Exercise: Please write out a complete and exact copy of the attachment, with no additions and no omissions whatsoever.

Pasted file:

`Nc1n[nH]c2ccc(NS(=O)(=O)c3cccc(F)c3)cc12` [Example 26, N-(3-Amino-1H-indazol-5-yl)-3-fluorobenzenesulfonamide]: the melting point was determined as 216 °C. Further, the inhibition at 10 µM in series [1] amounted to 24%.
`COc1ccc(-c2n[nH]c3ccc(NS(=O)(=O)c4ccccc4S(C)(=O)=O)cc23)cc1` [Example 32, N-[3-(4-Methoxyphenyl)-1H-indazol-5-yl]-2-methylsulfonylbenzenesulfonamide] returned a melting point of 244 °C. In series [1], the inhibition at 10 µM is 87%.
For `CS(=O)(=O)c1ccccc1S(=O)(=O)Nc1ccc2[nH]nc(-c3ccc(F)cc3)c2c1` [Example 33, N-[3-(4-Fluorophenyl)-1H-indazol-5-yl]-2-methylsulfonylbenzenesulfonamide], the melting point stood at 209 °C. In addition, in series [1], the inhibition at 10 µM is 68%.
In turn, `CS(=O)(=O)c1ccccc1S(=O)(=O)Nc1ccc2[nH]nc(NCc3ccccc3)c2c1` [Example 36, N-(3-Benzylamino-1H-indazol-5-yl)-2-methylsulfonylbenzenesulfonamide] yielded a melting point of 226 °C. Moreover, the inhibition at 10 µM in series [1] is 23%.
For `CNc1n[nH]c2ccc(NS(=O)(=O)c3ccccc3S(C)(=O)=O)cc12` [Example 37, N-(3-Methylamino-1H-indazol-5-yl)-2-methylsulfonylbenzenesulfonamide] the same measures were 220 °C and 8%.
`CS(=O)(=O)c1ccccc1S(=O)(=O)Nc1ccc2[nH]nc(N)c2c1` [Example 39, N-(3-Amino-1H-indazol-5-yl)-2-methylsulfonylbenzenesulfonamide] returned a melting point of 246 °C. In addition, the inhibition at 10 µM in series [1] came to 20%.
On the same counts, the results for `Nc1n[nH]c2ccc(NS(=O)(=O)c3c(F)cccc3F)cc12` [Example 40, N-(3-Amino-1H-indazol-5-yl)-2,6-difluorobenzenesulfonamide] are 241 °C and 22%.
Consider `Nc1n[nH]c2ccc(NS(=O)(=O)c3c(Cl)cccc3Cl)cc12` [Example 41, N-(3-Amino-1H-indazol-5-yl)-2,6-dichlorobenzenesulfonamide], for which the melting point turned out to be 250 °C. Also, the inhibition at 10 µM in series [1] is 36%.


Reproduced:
`Nc1n[nH]c2ccc(NS(=O)(=O)c3cccc(F)c3)cc12` [Example 26, N-(3-Amino-1H-indazol-5-yl)-3-fluorobenzenesulfonamide]: the melting point was determined as 216 °C. Further, the inhibition at 10 µM in series [1] amounted to 24%.
`COc1ccc(-c2n[nH]c3ccc(NS(=O)(=O)c4ccccc4S(C)(=O)=O)cc23)cc1` [Example 32, N-[3-(4-Methoxyphenyl)-1H-indazol-5-yl]-2-methylsulfonylbenzenesulfonamide] returned a melting point of 244 °C. In series [1], the inhibition at 10 µM is 87%.
For `CS(=O)(=O)c1ccccc1S(=O)(=O)Nc1ccc2[nH]nc(-c3ccc(F)cc3)c2c1` [Example 33, N-[3-(4-Fluorophenyl)-1H-indazol-5-yl]-2-methylsulfonylbenzenesulfonamide], the melting point stood at 209 °C. In addition, in series [1], the inhibition at 10 µM is 68%.
In turn, `CS(=O)(=O)c1ccccc1S(=O)(=O)Nc1ccc2[nH]nc(NCc3ccccc3)c2c1` [Example 36, N-(3-Benzylamino-1H-indazol-5-yl)-2-methylsulfonylbenzenesulfonamide] yielded a melting point of 226 °C. Moreover, the inhibition at 10 µM in series [1] is 23%.
For `CNc1n[nH]c2ccc(NS(=O)(=O)c3ccccc3S(C)(=O)=O)cc12` [Example 37, N-(3-Methylamino-1H-indazol-5-yl)-2-methylsulfonylbenzenesulfonamide] the same measures were 220 °C and 8%.
`CS(=O)(=O)c1ccccc1S(=O)(=O)Nc1ccc2[nH]nc(N)c2c1` [Example 39, N-(3-Amino-1H-indazol-5-yl)-2-methylsulfonylbenzenesulfonamide] returned a melting point of 246 °C. In addition, the inhibition at 10 µM in series [1] came to 20%.
On the same counts, the results for `Nc1n[nH]c2ccc(NS(=O)(=O)c3c(F)cccc3F)cc12` [Example 40, N-(3-Amino-1H-indazol-5-yl)-2,6-difluorobenzenesulfonamide] are 241 °C and 22%.
Consider `Nc1n[nH]c2ccc(NS(=O)(=O)c3c(Cl)cccc3Cl)cc12` [Example 41, N-(3-Amino-1H-indazol-5-yl)-2,6-dichlorobenzenesulfonamide], for which the melting point turned out to be 250 °C. Also, the inhibition at 10 µM in series [1] is 36%.